April 29, 2013

There are many, many things in cell biology that can serve as models for fine art, but fewer are more stunning to me than a Purkinje neuron.  Purkinje neurons are some of the largest neurons in the brain, where they participate in motor control from the cerebellum.  Today’s image is from a paper describing what happens when a protein called rictor is depleted from Purkinje neurons.

The two multi-protein complexes mTORC1 and mTORC2 share sensitivity to inhibition by the immunosuppressive drug rapamycin, yet likely have distinct roles in cell function and development.  Each complex is composed of a distinct set of subunits—mTORC1 depends on the protein raptor, while mTORC2 depends on the protein rictor.  A recent paper describes an important role for mTORC2 in neuron size, morphology, and function.  Thomanetz and colleagues found that two different mouse lines lacking the mTORC2 protein rictor had smaller neurons with disrupted function, likely mediated through regulation of PKC (protein kinase C) isoforms.   mTORC1 activity was unaffected in these mutants.  When rictor was depleted from the entire central nervous system, motor function of the mice was affected.  When rictor was depleted from only Purkinje neurons, the cell type with the highest rictor expression, neurons were smaller and their morphology was abnormal.  In the images above, control Purkinje neurons (top) had only one primary dendrite compared with neurons lacking rictor (bottom), which had multiple primary dendrites (notated in different colors, right).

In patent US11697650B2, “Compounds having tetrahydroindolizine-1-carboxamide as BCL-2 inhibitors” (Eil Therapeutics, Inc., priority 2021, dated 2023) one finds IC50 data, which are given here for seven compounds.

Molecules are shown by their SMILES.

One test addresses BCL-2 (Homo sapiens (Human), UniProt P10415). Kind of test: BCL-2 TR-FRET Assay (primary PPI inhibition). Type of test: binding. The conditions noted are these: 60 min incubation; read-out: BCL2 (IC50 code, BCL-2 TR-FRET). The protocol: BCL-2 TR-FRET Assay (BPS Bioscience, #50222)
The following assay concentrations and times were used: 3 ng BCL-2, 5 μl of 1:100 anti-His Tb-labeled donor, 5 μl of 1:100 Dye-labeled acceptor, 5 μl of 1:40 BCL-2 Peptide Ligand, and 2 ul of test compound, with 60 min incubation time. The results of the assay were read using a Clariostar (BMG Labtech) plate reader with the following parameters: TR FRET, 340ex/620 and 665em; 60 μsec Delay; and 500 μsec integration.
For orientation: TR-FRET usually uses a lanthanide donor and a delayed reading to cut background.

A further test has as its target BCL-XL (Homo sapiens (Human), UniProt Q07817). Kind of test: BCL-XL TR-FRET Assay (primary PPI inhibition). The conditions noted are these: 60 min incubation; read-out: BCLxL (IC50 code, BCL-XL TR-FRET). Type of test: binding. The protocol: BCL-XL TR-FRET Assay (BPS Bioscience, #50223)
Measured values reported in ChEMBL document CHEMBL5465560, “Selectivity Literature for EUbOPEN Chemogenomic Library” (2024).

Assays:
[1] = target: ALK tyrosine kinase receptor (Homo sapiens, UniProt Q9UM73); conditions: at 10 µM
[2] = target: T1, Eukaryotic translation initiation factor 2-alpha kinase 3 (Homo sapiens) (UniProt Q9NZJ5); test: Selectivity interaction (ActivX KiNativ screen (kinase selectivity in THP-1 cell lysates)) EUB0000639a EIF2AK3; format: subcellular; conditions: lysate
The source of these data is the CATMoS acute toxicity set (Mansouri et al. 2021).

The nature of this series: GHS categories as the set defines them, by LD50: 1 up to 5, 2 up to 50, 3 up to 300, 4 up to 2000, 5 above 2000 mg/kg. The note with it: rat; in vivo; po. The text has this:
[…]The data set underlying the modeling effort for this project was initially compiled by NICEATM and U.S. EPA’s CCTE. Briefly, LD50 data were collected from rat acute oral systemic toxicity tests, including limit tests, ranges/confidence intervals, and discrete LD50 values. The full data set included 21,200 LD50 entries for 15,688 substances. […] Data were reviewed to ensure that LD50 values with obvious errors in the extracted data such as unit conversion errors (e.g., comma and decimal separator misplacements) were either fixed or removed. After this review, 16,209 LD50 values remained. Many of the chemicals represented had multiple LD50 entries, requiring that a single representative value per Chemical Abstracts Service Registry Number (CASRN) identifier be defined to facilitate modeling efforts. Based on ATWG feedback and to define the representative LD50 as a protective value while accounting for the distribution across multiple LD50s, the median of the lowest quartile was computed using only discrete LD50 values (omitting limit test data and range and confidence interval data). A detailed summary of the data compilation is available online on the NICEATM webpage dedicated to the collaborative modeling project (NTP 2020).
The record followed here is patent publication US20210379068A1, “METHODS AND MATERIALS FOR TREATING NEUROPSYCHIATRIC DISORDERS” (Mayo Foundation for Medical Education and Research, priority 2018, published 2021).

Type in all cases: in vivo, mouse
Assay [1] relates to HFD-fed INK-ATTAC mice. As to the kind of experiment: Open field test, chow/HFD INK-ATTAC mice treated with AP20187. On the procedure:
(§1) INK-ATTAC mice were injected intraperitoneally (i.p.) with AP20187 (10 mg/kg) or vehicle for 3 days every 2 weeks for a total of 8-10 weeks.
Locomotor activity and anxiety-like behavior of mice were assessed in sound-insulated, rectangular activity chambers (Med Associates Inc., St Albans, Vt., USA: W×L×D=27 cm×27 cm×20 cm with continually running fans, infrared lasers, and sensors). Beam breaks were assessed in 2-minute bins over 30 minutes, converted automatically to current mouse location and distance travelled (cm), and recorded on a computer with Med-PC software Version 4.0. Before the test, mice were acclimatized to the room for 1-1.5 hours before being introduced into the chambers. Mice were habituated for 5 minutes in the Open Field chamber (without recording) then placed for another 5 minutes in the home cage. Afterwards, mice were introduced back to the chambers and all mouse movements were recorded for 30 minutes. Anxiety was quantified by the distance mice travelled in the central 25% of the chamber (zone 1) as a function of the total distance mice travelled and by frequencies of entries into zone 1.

Thomanetz, V., Angliker, N., Cloetta, D., Lustenberger, R., Schweighauser, M., Oliveri, F., Suzuki, N., & Ruegg, M. (2013). Ablation of the mTORC2 component rictor in brain or Purkinje cells affects size and neuron morphology originally published in the Journal of Cell Biology, 201 (2), 293-308 DOI: 10.1083/jcb.201205030ResearchBlogging.org

April 26, 2013

It’s Worm Week here at HighMag Blog.  Worms are amazing little creatures, and the species C. elegans is an invaluable model system for studying cell and developmental biology.  Their genome is sequenced, their development is precise and well-documented, and their bodies and embryos are translucent (making them photogenic under a microscope).  Today’s image is from the same lab that brought Tuesday’s image…worm gonads rock!

Blurb and image from Christian R. Eckmann:
The image is an immuno-stained part of an extruded C. elegans hermaphrodite gonad; germ cell nuclei (magenta) and the apical membrane (green). The germ stem cells reside at the closed end of this tube like tissue. In wild type, the germ stem cells exit the mitotic zone, entering meiosis further away from the closed tip and start differentiating into sperm or oocytes.